Taliaferro disappeared well before he landed on injured reserve in mid-December, and as a fourth-round rookie buried behind both breakout Justin Forsett and Bernard Pierce, he will be well off of even dynasty radars. I’d take a shot on Taliaferro because the Ravens seem to be the team most likely to let their star back walk. Offensive coordinator Gary Kubiak’s zone-blocking scheme has made stars out of late-round backs including Forsett (seventh round), Arian Foster (undrafted), and Steve Slaton (third round). If Forsett’s 2014 season lands him a nice contract with a new team, Taliaferro (0.4 FAYE per carry) could earn a chance at the job since he performed better than Pierce (-0.1 FAYE per carry) this season.
Darren Sproles, Antone Smith, and Jordan Todman are too small to be feature backs. Jonas Gray did nearly all of his damage against the Colts’ -11.5-rated run defense. Latavius Murray did most of his on four carries against the Chiefs. And as much as I love Ahmad Bradshaw, his mileage and mounting injuries rob him of any chance to be a reliable fantasy asset.
|Front-Adjusted Yards Over Expectation (FAYE) Trailers, 2014|
Many of the FAYE trailers follow the converse rule of the leaders. For instance, Branden Oliver ran behind the -46.3-rated Chargers run-blocking line, Andre Ellington ran behind the -37.6-rated Cardinals line, and both Andre Williams and Rashad Jennings ran behind the -34.8-rated Giants line. Still, it’s difficult to simply write those performances off as simply a product of their situations. Oliver averaged nearly a yard over expectation less per carry than teammate and free agent Ryan Mathews, and Ellington averaged 0.9 FAYE per carry in 2013 when the Cardinals’ run-blocking was rated about as poorly (-27.5).
LeSean McCoy and Joique Bell made the list as much because of their volume of carries as their ineffectiveness. The major positive with McCoy is that he was already at -135 FAYE after five weeks, so the rest of his season was a major improvement. Still, that means that McCoy has averaged -0.3 FAYE per carry in two of his last three seasons despite elite run-blocking lines in those seasons. For McCoy to bounce back to his previous elite fantasy status, he will probably need to recapture his volume-heavy role from 2013. With as effective as Darren Sproles was in 2014—he had 66 FAYE on just 57 carries—I’m not sure that can happen on the Eagles. If McCoy remains with the team, I will likely view him as a low-end RB1, which I expect will be lower than most analysts.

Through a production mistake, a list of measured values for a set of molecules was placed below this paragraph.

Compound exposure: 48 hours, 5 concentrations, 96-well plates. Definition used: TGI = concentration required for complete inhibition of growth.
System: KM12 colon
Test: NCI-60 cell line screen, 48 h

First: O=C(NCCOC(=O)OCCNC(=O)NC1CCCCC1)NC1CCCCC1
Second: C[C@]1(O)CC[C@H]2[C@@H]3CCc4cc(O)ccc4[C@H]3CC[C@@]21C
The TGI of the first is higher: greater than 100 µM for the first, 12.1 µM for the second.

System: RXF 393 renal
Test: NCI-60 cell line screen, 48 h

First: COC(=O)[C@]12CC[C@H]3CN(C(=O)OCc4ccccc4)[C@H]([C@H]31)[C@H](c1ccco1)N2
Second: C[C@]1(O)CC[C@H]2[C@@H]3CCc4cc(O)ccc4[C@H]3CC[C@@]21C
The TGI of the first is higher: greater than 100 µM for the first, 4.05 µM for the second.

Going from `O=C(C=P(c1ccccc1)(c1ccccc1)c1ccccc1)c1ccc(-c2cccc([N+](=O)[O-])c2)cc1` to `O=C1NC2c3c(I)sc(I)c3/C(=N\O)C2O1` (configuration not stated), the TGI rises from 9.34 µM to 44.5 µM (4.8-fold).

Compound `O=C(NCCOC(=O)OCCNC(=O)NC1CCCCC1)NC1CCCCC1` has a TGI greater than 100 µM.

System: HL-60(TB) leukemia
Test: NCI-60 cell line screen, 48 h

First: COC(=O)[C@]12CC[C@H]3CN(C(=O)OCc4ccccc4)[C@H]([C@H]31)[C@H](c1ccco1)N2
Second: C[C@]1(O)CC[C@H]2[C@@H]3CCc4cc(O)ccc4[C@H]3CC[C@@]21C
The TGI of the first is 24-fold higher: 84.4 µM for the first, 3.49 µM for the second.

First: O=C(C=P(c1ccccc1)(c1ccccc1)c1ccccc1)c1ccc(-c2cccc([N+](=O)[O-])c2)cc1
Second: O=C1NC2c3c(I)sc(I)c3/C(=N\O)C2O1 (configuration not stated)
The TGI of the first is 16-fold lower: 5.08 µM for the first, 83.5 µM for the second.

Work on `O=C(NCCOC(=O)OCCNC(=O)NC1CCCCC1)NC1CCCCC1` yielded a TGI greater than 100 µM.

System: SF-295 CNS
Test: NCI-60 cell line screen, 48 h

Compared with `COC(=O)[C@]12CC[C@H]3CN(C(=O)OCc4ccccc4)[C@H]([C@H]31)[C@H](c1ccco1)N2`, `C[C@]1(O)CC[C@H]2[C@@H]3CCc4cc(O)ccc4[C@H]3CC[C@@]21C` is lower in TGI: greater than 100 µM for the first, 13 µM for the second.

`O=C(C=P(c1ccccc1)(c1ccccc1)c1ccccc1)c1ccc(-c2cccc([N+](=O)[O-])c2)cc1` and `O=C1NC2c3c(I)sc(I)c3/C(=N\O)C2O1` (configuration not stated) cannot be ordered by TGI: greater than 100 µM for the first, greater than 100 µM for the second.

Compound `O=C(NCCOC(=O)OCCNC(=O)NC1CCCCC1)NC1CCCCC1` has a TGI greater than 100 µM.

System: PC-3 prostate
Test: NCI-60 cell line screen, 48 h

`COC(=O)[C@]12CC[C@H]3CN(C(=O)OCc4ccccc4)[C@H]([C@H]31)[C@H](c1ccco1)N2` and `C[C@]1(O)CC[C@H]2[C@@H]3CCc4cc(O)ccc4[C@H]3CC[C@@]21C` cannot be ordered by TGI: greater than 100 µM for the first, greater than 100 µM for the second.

For Bell, the Lions’ poor run-blocking (-24.8) was likely the major culprit of his poor FAYE total. By rate, he actually performed slightly better (-0.5 FAYE per carry) than teammate Reggie Bush (-0.7). However, Bell saw a major dip in his targets and receptions similar to McCoy, and I would not expect those totals to rebound with Theo Riddick emerging as a productive pass-catcher (34 receptions on 50 targets).
As good a year as 2014 was for rookie wide receivers, it was about as bad for rookie running backs. Jeremy Hill (0.8 FAYE per carry) was a major bright spot, but none of the other six rookie backs who reached 150 carries—Tre Mason, Terrance West, Bishop Sankey, Branden Oliver, Alfred Blue, and Andre Williams—had a positive FAYE total. In particular, Sankey seems to have done the most damage to his long-term value. Sankey (-0.7) averaged nearly a yard over expectation per attempt less than everyone’s favorite punching bag Shonn Greene (0.1).
Mason projects to be a starter and RB2 in 2015, but worriers need look no further than Zac Stacy to find a cause for concern. Stacy matched his -0.3 FAYE per carry rate from 2013 in 2014 but still lost his job to Mason. By rate, Mason was not a dramatically better player with 0.0 FAYE per carry.
Some solid, late-season performances by Terrance West elevated his FAYE per carry to -0.3, just shy of Isaiah Crowell’s -0.2 rate. Cleveland would have an intriguing RB2 with either back on his own, but together, the two will likely vex fantasy owners again in 2015.
Scott Spratt was named Newcomer of the Year by the Fantasy Sports Writers Association. He also writes for RotoGraphs and contributes to ESPN Insider as a research analyst for Baseball Info Solutions. Feel free to ask him questions on Twitter – @PFF_ScottSpratt